A High Court master last week more than halved a proposed budget in a quantum-only cerebral palsey case, it has emerged.
Leading costs lawyer Matthew Harman told this week’s PI Futures seminar in Manchester that the master also refused to hear any argument on hourly rates.
He said Master Cook reduced the proposed budget of just under £1m to just over £430,000, in the first significant budget hearing of which he was aware.
While on the face of it “that’s a very substantial cut”, Mr Harman suggested that though such a case would cost a lot of money, “I don’t think it would cost £1m and perhaps the solicitors were making sure they had every possible eventuality put into their budget”.
He continued that Master Cook refused to hear any argument on hourly rates on the basis that his role was to set an appropriate figure for the work that was required, rather than to micro manage the case.
“It’s actually very difficult to see how hourly rates don’t have some impact on budgets,” said Mr Harman. Whether a firm is city centre, city outskirts or in the countryside would “skew” a budget, he said, “so I’m not quite sure how they’re going to square not looking at hourly rates when dealing with the budget”.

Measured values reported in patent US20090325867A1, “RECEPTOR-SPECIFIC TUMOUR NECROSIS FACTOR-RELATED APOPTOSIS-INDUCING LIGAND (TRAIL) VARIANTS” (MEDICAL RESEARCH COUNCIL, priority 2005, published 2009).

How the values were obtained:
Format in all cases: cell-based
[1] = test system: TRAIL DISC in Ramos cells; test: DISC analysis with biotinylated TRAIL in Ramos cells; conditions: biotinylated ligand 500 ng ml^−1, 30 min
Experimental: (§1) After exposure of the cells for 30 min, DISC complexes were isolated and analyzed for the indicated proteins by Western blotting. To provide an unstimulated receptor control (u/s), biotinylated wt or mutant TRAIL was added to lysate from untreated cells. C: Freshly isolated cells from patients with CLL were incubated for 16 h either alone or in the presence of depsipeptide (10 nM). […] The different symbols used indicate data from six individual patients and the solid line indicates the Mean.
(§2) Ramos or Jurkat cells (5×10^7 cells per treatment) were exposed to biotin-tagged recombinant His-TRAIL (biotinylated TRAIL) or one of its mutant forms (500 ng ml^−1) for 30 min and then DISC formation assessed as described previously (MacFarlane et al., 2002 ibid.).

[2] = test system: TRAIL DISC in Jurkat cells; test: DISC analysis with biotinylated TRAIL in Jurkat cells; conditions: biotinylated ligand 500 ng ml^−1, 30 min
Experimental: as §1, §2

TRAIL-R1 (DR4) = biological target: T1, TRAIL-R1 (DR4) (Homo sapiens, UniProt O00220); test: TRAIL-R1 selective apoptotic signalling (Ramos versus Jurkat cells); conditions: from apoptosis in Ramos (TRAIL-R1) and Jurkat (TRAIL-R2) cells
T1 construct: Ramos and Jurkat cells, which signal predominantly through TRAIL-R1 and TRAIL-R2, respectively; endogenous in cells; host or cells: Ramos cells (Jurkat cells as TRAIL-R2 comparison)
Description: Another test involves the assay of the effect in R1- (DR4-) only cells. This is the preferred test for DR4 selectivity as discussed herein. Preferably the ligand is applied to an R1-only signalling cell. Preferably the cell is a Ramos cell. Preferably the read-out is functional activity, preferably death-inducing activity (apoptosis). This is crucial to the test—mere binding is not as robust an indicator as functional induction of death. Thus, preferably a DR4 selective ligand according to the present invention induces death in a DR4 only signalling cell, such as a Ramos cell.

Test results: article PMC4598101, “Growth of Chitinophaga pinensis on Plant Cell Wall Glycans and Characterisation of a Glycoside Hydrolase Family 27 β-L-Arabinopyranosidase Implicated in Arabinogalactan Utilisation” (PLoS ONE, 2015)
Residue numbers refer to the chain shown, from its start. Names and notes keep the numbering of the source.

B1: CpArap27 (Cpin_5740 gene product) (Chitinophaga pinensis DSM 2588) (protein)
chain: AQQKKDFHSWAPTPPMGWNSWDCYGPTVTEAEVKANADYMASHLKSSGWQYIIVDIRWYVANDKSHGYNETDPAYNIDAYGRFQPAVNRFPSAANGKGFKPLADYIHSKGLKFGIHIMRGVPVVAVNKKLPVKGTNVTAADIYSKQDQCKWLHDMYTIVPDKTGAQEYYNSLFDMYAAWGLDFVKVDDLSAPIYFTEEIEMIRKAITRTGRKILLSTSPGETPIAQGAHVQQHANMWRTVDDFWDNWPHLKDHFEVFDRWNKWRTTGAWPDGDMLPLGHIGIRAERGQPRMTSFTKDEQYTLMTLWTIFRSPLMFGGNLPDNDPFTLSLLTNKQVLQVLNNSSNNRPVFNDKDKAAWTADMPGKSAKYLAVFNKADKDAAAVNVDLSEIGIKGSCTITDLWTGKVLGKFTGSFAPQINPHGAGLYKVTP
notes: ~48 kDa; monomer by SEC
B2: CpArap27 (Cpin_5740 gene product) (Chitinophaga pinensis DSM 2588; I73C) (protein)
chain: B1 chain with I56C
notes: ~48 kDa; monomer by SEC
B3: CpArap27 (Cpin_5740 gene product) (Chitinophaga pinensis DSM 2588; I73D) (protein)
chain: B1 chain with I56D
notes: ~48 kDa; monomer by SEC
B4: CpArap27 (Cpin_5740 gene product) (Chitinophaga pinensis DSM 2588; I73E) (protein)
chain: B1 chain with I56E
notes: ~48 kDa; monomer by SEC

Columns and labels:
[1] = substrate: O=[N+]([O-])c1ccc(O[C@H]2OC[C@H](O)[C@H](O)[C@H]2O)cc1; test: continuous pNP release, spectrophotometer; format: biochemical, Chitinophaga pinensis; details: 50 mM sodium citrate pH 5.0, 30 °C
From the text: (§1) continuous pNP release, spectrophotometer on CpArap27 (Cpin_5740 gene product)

Also “slightly alarming” from his perspective of a mainly claimant costs specialist was that the master marked the budget as ‘without prejudice save as to costs of detailed assessment’.
Mr Harman, a partner at Harmans, said: “Now that can only mean one thing to me – and that is, sure as eggs is eggs, if a matter goes to detailed assessment after a budget has been set, the master or the costs judge is very unlikely to increase the costs without very good reason. But it gives paying parties another bite of the cherry and it might well be that that is the point at which proportionality becomes a bit of an issue.”
He said it was still unclear how proportionality would be dealt with in context of budgets.
Looking to the future, Mr Harman speculated that while at the moment everyone is getting “bogged down” by phases when setting a budget, it could be that the next level of detail down – tasks – becomes “the thing on which we are all judged”.
He advised claimants to maximise the figures in their budgets in anticipation of both defendants and judges looking to reduce them.
Mr Harman also touched on how provisional assessment (PA) is working and said, to his slight surprise, the news from the London courts was that it is not proving too bad. There is a heavy emphasis on short-form points of dispute and replies, he advised.
But he said paying parties are likely to run cases to a PA hearing given that they are only risking £1,500 in claimant costs and the court fee. As a result, negotiations over cases worth up to £75,000 – the PA limit – may disappear, Mr Harman predicted.